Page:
It's just shy of a week since our return, and this is the first coherent, semi-productive day I've had. David started with the stomach thing on Friday, but we've both now recovered. This week, going through the motions, I've felt like a ghost hovering between two worlds: neither traveling nor fully home. Like having a baby or moving, I'm going to need some time and distance from our trip (and it's recovery) to feel like it was something I'd do again. I have no doubt that I'll feel that way eventually, but right now I feel like I never want to travel anywhere again.
All right, let's head back to India. Metaphorically, of course. Didn't I just say I wasn't going anywhere? I'm going to use my journal to catch up on the days I missed when I was sick and without computer access. Our third day there, we woke up for the day at 2:15 AM. You can imagine the joy I felt. We tried for a bit to get back to sleep, but it was a no-go. By 5 AM the kids were up and doing homework. After breakfast, David, Juliana, and I went wandering around the grounds and ended up back at the playground. As the children played on the equipment, I noticed a monkey on the wall that bordered the playground. It was a pretty good-sized monkey. It was one of these, which I think is a macaque. Then I noticed another one. Then a third. Now, being a mother, my radar is always fine-tuned for danger. I'd heard a lot of barking dogs (India has a zillion stray dogs) and had already determined that, if need be, we could escape wild packs of them by clambering to the top of the jungle gym. Somehow I doubted this plan would work to save us from rabid, attacking macaques. They're called MONKEY BARS for God's sake. Not being familiar with monkey etiquette, I casually retrieved the children and eased us back towards the hotel without incident.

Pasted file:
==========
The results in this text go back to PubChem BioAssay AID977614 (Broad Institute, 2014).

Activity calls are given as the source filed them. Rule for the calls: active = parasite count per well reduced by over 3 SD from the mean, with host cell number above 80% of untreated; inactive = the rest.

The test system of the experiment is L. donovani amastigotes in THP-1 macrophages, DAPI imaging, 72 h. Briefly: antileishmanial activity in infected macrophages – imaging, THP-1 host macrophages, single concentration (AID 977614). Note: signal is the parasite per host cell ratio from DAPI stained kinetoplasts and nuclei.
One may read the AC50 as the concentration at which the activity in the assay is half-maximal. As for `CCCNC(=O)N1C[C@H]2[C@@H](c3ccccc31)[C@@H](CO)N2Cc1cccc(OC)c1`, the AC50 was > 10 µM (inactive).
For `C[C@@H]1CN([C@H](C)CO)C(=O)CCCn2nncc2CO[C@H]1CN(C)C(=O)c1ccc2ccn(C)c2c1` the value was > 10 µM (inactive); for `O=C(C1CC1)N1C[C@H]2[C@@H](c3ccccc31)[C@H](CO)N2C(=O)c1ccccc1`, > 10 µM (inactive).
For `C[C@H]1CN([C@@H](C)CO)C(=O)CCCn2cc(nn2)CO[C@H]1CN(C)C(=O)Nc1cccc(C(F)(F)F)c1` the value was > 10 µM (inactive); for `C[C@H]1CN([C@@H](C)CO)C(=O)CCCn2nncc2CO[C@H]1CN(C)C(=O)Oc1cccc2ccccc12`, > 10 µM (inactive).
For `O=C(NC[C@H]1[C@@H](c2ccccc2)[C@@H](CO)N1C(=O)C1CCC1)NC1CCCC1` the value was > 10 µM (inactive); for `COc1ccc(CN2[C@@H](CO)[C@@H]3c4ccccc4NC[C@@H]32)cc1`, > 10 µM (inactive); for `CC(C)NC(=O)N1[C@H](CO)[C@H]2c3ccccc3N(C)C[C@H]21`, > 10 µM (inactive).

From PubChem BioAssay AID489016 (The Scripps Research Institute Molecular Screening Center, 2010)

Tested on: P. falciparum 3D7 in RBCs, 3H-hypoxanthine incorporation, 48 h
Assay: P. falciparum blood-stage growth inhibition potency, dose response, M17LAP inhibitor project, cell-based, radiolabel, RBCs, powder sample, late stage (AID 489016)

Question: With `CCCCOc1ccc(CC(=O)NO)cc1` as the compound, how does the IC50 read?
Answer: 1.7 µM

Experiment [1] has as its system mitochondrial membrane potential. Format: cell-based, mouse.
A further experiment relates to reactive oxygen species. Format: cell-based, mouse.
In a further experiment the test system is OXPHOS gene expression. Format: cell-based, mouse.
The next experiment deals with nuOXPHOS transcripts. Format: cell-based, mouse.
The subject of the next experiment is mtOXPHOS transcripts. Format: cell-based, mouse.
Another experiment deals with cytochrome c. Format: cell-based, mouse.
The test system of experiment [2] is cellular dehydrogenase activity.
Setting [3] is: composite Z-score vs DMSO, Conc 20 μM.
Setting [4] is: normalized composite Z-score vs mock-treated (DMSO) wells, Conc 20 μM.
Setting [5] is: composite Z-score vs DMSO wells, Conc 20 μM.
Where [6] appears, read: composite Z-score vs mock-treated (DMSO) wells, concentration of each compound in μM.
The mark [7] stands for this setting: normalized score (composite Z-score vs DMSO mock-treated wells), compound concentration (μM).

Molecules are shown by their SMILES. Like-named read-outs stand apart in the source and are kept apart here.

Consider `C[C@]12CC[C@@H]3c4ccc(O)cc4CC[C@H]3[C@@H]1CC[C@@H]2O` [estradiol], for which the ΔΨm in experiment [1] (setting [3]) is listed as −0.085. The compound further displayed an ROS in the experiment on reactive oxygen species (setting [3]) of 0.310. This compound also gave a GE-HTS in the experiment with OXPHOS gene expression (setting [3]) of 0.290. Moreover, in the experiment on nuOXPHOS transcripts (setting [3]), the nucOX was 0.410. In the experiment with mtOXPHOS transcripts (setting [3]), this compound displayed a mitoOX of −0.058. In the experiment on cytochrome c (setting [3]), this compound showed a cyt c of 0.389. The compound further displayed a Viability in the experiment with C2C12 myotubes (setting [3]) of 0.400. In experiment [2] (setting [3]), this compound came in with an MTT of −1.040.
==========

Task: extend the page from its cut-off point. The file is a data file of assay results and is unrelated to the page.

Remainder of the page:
Mid-morning we went to Sikandra. Despite the fact that Sarah had to translate the tour guide's Englishinto, well, English, it was an interesting visit. The kids particularly liked the acoustically perfect archways. Two people facing the wall in opposite corners can talk in a whisper and still hear each other. If you saw pictures of Juliana standing like a dunce in a corner, that's what she was doing. Hey! I figured out how to add a picture!